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Around the time of my own 1,000 likes giveaway recently, I entered a giveaway on Dearest Debi’s facebook page.  I was one of the winners,  and was given a code to select three of Debi’s crochet patterns from ravelry for free!  I was really excited- she has some lovely patterns.  Here is one I selected- flower bud granny octagon. I have just sat down and made this now,  and the pattern was pretty easy to follow (I made the usual substitutions from US pattern terms to the ones I am familiar with), and I am really pleased with the results.

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Thanks for the patterns Debi, I look forward to trying the others I downloaded very soon.
Until next time,  happy crafting
Fiona T

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Holiday Tatting

A couple of weeks ago we were on holiday in Queensland, enjoying the beautiful weather and tourist trail. I took the opportunity to work more on the Mystery Doily, and progressed from round 2 to 6 in the time we were away. Here are some photos of my progress, on the plane and at our accommodation. 2015-06-28 11.13.26_resized  2015-07-02 12.16.42_resized I have been challenging myself by using split chains and split rings to climb out of rows, and reduce the need to cut and tie each round. This was fine, until I ran out of thread on my shuttle with one final ring to complete in round 5.2015-07-04 10.49.05_resized Some quick thinking, and I was able to use the ball thread to make my rings, the Shoe Lace Trick (SLT) to swap between the threads, and the small amount of shuttle thread as the core of the chain. Phew- I made it 🙂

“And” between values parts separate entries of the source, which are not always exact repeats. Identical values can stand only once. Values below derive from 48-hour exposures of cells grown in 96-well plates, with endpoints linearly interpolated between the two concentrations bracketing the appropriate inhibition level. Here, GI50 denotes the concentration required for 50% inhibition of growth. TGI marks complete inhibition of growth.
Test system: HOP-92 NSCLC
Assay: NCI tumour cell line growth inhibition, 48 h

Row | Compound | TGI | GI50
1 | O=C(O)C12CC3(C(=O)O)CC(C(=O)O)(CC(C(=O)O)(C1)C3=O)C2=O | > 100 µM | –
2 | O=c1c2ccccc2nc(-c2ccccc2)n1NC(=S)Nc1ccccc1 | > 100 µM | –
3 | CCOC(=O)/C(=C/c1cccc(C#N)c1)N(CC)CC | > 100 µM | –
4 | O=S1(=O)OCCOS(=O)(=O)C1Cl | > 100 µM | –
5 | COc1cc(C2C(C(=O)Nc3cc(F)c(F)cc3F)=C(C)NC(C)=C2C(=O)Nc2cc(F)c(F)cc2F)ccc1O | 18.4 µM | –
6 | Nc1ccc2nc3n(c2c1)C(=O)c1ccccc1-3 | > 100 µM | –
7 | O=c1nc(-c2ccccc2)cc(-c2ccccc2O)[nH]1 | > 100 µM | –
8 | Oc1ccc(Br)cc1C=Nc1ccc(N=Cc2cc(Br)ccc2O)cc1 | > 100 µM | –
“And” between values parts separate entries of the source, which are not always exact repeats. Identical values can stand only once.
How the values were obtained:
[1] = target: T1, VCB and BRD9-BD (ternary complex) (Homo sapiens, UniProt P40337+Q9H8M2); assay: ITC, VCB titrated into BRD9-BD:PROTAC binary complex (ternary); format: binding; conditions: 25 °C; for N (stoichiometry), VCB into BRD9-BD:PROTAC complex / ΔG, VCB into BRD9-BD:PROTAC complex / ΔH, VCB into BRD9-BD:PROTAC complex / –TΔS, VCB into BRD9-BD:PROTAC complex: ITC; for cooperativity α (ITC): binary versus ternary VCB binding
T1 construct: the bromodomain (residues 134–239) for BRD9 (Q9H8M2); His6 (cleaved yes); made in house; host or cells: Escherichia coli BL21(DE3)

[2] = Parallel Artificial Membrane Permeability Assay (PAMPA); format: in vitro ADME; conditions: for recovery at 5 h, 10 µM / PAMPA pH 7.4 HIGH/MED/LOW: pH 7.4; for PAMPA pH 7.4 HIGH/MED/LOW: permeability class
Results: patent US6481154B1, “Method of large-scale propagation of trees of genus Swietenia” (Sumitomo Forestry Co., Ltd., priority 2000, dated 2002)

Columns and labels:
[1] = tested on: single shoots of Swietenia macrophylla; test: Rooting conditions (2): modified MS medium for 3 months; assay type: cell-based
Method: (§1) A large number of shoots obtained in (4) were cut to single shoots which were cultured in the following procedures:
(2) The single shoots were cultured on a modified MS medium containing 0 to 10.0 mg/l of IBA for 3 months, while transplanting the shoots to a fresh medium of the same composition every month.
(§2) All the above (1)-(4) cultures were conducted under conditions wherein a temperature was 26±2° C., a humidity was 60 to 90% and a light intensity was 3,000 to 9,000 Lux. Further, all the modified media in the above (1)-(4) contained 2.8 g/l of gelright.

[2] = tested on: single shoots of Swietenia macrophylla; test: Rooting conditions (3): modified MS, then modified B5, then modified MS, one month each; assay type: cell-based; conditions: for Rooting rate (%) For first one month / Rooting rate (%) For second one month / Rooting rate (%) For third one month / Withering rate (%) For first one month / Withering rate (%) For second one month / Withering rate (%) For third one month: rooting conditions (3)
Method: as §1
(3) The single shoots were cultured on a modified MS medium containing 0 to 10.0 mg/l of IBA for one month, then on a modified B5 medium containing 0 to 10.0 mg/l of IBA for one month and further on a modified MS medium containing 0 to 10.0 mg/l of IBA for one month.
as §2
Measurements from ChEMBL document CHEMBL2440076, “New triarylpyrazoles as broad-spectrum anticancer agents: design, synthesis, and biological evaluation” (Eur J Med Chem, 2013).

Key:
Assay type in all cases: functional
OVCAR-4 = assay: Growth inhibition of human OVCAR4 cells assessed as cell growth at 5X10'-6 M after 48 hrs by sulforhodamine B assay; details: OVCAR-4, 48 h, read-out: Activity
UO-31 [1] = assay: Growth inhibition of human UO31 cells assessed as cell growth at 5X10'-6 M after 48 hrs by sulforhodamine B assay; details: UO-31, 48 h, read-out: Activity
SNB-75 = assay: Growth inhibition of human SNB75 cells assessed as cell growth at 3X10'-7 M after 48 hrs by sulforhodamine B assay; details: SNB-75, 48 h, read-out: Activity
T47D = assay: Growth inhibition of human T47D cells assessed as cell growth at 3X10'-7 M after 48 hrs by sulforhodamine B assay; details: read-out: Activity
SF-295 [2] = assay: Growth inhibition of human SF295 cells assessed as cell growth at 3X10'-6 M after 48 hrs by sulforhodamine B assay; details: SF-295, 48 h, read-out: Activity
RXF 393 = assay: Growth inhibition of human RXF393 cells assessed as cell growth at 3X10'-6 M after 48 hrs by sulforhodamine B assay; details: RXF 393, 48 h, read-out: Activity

2015-07-04 11.08.37_resizedI am still chipping away at round 6. More progress reports as it is made 🙂

Until next time, Happy Tatting

Fiona T